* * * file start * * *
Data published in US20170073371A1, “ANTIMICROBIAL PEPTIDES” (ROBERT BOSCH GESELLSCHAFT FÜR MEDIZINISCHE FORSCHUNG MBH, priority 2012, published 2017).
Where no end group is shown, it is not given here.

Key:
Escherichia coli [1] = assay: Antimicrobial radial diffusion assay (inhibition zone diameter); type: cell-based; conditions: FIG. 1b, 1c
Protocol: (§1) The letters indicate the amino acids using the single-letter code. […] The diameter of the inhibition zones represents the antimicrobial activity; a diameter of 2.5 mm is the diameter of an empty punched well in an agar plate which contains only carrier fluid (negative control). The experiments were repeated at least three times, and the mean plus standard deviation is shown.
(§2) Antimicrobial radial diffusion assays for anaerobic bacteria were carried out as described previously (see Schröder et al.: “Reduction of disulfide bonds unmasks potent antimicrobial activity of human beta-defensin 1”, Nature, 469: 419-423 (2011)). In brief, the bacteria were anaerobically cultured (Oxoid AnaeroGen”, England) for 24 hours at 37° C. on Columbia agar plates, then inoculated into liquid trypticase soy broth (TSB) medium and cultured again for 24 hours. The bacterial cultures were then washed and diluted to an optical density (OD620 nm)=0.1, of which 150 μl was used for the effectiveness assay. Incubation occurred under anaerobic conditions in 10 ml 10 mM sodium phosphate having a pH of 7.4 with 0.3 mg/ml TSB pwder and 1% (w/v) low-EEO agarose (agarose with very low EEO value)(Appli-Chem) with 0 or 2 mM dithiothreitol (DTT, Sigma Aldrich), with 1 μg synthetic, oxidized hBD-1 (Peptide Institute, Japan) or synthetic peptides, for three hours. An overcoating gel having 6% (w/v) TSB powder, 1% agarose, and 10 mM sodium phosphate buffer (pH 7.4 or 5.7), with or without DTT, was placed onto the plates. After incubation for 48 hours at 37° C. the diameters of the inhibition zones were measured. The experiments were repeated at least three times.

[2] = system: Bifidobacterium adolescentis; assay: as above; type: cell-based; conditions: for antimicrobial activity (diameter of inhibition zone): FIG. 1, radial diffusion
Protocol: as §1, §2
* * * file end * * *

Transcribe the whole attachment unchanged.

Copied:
Data published in US20170073371A1, “ANTIMICROBIAL PEPTIDES” (ROBERT BOSCH GESELLSCHAFT FÜR MEDIZINISCHE FORSCHUNG MBH, priority 2012, published 2017).
Where no end group is shown, it is not given here.

Key:
Escherichia coli [1] = assay: Antimicrobial radial diffusion assay (inhibition zone diameter); type: cell-based; conditions: FIG. 1b, 1c
Protocol: (§1) The letters indicate the amino acids using the single-letter code. […] The diameter of the inhibition zones represents the antimicrobial activity; a diameter of 2.5 mm is the diameter of an empty punched well in an agar plate which contains only carrier fluid (negative control). The experiments were repeated at least three times, and the mean plus standard deviation is shown.
(§2) Antimicrobial radial diffusion assays for anaerobic bacteria were carried out as described previously (see Schröder et al.: “Reduction of disulfide bonds unmasks potent antimicrobial activity of human beta-defensin 1”, Nature, 469: 419-423 (2011)). In brief, the bacteria were anaerobically cultured (Oxoid AnaeroGen”, England) for 24 hours at 37° C. on Columbia agar plates, then inoculated into liquid trypticase soy broth (TSB) medium and cultured again for 24 hours. The bacterial cultures were then washed and diluted to an optical density (OD620 nm)=0.1, of which 150 μl was used for the effectiveness assay. Incubation occurred under anaerobic conditions in 10 ml 10 mM sodium phosphate having a pH of 7.4 with 0.3 mg/ml TSB pwder and 1% (w/v) low-EEO agarose (agarose with very low EEO value)(Appli-Chem) with 0 or 2 mM dithiothreitol (DTT, Sigma Aldrich), with 1 μg synthetic, oxidized hBD-1 (Peptide Institute, Japan) or synthetic peptides, for three hours. An overcoating gel having 6% (w/v) TSB powder, 1% agarose, and 10 mM sodium phosphate buffer (pH 7.4 or 5.7), with or without DTT, was placed onto the plates. After incubation for 48 hours at 37° C. the diameters of the inhibition zones were measured. The experiments were repeated at least three times.

[2] = system: Bifidobacterium adolescentis; assay: as above; type: cell-based; conditions: for antimicrobial activity (diameter of inhibition zone): FIG. 1, radial diffusion
Protocol: as §1, §2